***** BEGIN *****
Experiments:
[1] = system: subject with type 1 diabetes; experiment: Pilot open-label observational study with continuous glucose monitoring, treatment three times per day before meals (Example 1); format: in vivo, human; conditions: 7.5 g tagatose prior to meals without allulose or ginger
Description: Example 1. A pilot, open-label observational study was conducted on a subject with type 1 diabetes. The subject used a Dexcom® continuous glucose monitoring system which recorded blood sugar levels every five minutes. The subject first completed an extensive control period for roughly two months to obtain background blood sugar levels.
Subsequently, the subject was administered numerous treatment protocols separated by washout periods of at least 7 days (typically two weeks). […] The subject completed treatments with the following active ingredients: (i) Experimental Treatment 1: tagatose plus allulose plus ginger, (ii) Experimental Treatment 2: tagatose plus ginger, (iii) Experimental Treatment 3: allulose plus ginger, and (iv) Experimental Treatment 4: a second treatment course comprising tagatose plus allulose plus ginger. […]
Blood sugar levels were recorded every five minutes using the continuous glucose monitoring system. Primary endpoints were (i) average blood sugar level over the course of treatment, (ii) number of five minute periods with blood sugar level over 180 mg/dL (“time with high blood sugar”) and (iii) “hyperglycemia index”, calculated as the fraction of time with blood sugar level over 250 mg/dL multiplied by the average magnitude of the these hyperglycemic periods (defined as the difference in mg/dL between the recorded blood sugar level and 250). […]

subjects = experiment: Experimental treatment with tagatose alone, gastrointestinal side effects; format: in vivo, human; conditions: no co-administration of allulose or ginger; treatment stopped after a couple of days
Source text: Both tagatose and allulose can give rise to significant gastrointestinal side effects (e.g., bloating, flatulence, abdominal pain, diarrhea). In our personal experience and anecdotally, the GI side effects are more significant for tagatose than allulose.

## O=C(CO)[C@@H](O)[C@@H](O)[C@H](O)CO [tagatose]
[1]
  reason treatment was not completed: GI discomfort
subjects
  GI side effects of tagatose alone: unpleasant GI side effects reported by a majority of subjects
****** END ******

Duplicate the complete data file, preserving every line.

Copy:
Experiments:
[1] = system: subject with type 1 diabetes; experiment: Pilot open-label observational study with continuous glucose monitoring, treatment three times per day before meals (Example 1); format: in vivo, human; conditions: 7.5 g tagatose prior to meals without allulose or ginger
Description: Example 1. A pilot, open-label observational study was conducted on a subject with type 1 diabetes. The subject used a Dexcom® continuous glucose monitoring system which recorded blood sugar levels every five minutes. The subject first completed an extensive control period for roughly two months to obtain background blood sugar levels.
Subsequently, the subject was administered numerous treatment protocols separated by washout periods of at least 7 days (typically two weeks). […] The subject completed treatments with the following active ingredients: (i) Experimental Treatment 1: tagatose plus allulose plus ginger, (ii) Experimental Treatment 2: tagatose plus ginger, (iii) Experimental Treatment 3: allulose plus ginger, and (iv) Experimental Treatment 4: a second treatment course comprising tagatose plus allulose plus ginger. […]
Blood sugar levels were recorded every five minutes using the continuous glucose monitoring system. Primary endpoints were (i) average blood sugar level over the course of treatment, (ii) number of five minute periods with blood sugar level over 180 mg/dL (“time with high blood sugar”) and (iii) “hyperglycemia index”, calculated as the fraction of time with blood sugar level over 250 mg/dL multiplied by the average magnitude of the these hyperglycemic periods (defined as the difference in mg/dL between the recorded blood sugar level and 250). […]

subjects = experiment: Experimental treatment with tagatose alone, gastrointestinal side effects; format: in vivo, human; conditions: no co-administration of allulose or ginger; treatment stopped after a couple of days
Source text: Both tagatose and allulose can give rise to significant gastrointestinal side effects (e.g., bloating, flatulence, abdominal pain, diarrhea). In our personal experience and anecdotally, the GI side effects are more significant for tagatose than allulose.

## O=C(CO)[C@@H](O)[C@@H](O)[C@H](O)CO [tagatose]
[1]
  reason treatment was not completed: GI discomfort
subjects
  GI side effects of tagatose alone: unpleasant GI side effects reported by a majority of subjects